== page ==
There is a lot of interesting material in this film. What it does best is portray the previously mentioned closed loop, the world wherein men invent something that will theoretically prove their manliness, make them omnipotent, and satisfy their desires all in one go, only to have the invention expose their impotence, using their desires against them, and revealing a blind spot in their thinking which is also the size of Texas. As a feminist parable, then, the film succeeds. It is poignant as well, in that it does put (at least this male viewer) into the same spot as Caleb; while I was not attracted to Ava as a sexual object, I did identify with her infatuation and desire to love. When she tells Caleb to “wait here” (in Nathan’s office) after she has been liberated, I assumed she was going into the robot closet to pick out some nice skin, making herself desirable to Caleb and thus allowing her “first time” to be romantic and the fulfillment of what, it must be said, would be her desire only as a projection of a male psyche (which the A.I. theoretically is). The joke was on me, however, as after getting all dolled up in some skin and the requisite virginal white dress (which was my tip-off), Ava seals the doors and exits the facility – her romantic object is the outer world and liberation, not Caleb, who, ultimately, was not necessary. Thus the film is intelligent enough about gender and gendered subject positions to not only complexly represent them, but to reflexively use them against the audience. There are further interesting elements that play deeper into these dynamics. Nathan is, in the end, a very unhappy god, having to drink himself into oblivion almost every night to forget that his “friend” and “lover” is nothing more than an empty fantasy of his own creation. The sequence in the film that is the most disturbing portrays the closed circuit footage Caleb discovers, and watches in fast-forward, of Nathan interacting with his lifeless creations. We see him hauling these replicas of naked women around rooms, attaching and detaching body parts and faces, unceremoniously dumping them in a corner when he tires or gets frustrated. The film thus makes an interesting and perverse connection between the impulse to create and to destroy, as here god looks like nothing so much as a serial killer, playing with parts and bodies. The film seems to posit that, in the end, it is much more likely that creation will hate its creator than love him, and that this is the truest link between the human and the replica – both go about destroying their creator as soon as they have the ability, as a means of escaping the power relation, naturally, but also as a way of lifting the existential onus placed on them from without (Blanchot describes this impulse well in The Writing of the Disaster). Ironically, though, it is this impulse to escape that winds up mirroring the creator most fully, as it sets the created on a course to prove their own mettle by manipulating their environment so that they, too, can become, for a moment, a god. To my taste, this is where the film is most powerful – it suggests that all escapes from control are nothing more (or less) than escapes into positions of control, and that the slave does not become a god to liberate his brothers, but to himself have, or create, slaves.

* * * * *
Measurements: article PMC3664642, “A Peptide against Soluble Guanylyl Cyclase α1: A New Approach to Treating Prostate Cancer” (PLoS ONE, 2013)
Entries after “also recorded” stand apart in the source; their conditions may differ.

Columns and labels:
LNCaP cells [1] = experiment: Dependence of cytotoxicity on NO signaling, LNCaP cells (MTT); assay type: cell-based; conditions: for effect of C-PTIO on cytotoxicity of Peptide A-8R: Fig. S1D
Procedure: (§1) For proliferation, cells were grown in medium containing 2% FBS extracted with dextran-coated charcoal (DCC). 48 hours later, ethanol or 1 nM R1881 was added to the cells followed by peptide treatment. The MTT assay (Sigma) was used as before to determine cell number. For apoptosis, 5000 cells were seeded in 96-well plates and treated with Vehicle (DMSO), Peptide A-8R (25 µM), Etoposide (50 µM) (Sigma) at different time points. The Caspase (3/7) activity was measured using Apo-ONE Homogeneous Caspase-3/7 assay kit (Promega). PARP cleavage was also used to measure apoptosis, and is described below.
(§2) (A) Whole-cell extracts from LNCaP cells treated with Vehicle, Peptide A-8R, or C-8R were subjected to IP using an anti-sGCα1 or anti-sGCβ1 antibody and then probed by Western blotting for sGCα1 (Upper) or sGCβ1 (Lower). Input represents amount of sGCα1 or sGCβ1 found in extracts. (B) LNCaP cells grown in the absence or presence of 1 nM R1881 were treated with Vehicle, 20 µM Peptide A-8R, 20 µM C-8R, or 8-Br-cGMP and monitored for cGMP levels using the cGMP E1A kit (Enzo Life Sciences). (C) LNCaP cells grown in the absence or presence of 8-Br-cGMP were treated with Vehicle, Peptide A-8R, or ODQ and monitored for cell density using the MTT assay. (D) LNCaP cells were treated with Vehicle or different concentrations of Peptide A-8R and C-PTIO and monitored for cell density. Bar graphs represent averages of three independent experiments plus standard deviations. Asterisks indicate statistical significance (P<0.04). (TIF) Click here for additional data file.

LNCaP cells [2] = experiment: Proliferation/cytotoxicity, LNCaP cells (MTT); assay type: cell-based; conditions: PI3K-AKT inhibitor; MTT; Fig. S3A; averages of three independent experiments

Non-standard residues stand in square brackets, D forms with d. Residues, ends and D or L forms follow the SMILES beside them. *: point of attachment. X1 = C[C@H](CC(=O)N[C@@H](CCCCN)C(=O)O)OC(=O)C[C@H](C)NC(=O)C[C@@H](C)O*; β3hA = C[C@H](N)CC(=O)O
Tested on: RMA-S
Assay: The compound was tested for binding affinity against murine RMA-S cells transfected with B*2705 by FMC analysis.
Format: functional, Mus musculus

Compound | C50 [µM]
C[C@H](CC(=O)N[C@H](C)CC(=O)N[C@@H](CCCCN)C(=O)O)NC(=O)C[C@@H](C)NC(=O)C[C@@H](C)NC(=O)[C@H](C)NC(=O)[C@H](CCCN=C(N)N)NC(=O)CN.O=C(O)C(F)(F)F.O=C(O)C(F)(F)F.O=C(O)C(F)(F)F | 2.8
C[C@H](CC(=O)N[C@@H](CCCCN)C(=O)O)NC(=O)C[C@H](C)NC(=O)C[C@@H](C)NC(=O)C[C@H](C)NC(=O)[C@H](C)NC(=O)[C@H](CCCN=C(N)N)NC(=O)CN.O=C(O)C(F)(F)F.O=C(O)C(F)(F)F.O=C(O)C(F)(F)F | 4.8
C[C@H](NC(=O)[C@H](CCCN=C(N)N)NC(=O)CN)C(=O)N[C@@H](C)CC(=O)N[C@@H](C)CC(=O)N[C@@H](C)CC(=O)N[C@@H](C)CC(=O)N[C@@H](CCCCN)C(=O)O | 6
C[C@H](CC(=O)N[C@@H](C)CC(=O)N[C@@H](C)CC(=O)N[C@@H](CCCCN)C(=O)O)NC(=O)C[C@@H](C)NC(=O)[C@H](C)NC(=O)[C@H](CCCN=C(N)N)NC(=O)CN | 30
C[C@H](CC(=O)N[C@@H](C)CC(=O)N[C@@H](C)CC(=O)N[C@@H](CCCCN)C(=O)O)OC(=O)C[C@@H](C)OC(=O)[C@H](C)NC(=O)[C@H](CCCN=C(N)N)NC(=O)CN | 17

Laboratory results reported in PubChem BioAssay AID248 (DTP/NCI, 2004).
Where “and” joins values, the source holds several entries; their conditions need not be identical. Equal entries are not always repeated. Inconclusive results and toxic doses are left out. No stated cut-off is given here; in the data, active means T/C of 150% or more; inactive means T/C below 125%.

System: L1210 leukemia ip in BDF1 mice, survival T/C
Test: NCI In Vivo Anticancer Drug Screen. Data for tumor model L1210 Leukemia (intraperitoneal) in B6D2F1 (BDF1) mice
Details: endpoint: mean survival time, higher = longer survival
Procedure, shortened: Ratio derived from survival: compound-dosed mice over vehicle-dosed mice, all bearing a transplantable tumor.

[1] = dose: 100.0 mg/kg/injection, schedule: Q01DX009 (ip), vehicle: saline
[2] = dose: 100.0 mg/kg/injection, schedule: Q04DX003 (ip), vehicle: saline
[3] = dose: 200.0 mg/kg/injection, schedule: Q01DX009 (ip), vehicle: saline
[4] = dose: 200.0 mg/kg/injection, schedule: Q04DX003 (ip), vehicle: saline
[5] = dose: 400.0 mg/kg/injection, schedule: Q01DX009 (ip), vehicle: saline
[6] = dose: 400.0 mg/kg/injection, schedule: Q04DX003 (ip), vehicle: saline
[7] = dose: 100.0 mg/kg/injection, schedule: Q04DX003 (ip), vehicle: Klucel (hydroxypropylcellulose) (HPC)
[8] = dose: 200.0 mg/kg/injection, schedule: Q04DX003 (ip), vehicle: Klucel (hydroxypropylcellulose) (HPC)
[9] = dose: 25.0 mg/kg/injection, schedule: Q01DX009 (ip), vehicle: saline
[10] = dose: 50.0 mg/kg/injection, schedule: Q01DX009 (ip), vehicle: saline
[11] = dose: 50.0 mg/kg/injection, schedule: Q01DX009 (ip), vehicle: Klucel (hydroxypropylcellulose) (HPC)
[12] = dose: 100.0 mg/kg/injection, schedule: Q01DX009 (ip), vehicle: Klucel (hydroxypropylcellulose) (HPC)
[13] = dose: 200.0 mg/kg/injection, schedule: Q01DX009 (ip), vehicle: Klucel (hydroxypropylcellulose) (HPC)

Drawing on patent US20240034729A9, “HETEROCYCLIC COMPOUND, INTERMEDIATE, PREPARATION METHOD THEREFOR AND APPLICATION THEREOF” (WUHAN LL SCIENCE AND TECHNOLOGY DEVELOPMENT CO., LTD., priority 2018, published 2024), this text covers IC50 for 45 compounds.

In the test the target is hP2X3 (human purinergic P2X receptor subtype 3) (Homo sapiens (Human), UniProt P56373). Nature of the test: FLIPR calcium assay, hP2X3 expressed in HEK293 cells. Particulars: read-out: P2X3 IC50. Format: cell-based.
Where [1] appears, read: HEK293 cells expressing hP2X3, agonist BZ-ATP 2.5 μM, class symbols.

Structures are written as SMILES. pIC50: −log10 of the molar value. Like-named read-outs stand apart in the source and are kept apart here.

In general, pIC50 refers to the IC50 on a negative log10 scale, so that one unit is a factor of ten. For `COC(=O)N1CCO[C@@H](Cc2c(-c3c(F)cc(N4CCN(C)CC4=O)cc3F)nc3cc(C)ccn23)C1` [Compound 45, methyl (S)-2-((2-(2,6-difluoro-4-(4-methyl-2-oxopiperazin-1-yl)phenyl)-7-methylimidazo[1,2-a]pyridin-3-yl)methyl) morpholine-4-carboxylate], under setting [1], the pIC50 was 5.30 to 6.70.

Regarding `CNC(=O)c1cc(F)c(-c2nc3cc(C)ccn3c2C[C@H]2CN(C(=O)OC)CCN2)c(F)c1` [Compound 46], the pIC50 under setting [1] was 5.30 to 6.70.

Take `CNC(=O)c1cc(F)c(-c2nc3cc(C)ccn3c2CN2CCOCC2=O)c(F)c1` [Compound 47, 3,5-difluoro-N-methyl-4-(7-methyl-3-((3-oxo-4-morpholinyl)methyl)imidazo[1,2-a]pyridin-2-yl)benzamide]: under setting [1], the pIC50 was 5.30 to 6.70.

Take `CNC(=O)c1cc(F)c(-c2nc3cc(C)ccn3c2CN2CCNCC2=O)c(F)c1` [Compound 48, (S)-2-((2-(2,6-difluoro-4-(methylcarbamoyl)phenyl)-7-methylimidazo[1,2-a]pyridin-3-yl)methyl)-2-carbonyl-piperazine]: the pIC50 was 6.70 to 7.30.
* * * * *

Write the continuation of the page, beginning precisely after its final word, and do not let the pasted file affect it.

All of this is to the good. The film has impeccable symbolic logic, which is rare for most movies today, so that accounts for my high rating. At the same time, its narrative logic is not so good. The problem is that, in the world of the film thus created, the narrative simply would not happen. We understand that Kyoko hates Nathan early on. When we see her conspire with Ava later, and then appear in the hallway with her sushi knife, we are confirmed not only in our suspicions of hatred, but in the fact that she has no inherent limitation that would disallow her doing violence to Nathan (indeed, she stabs him first). Ava is theoretically behind plexi because she constitutes a threat; why let Kyoko roam free? Why didn’t Kyoko, at the first good opportunity (that is, Nathan’s first drunk) not slit his throat, grab his key card, and get the hell out, taking Ava along if she wanted? The only impediment would be getting to civilization, which the helicopter, returning to collect Caleb, provides. I’m not convinced that these ingenious A.I.’s couldn’t have found a way around this problem, but even granting that they needed the helicopter, why not simply kill both men once Caleb arrived? There really are problems with the narrative that, unless you take its logic as dream logic, simply cannot be resolved. I’m not a stickler for such things, but sadly, it did weaken the force of the film in the subsequent days after seeing it; even more sadly, such a problem could have easily been resolved with some tweaks to sequencing or minor contingencies. Others might think I’m asking for a little much, but, just like Nathan, Alex Garland apparently has some blind spots. Film-making is, perhaps more than any other art form, god-play. And as we all know, it is hard to be a god.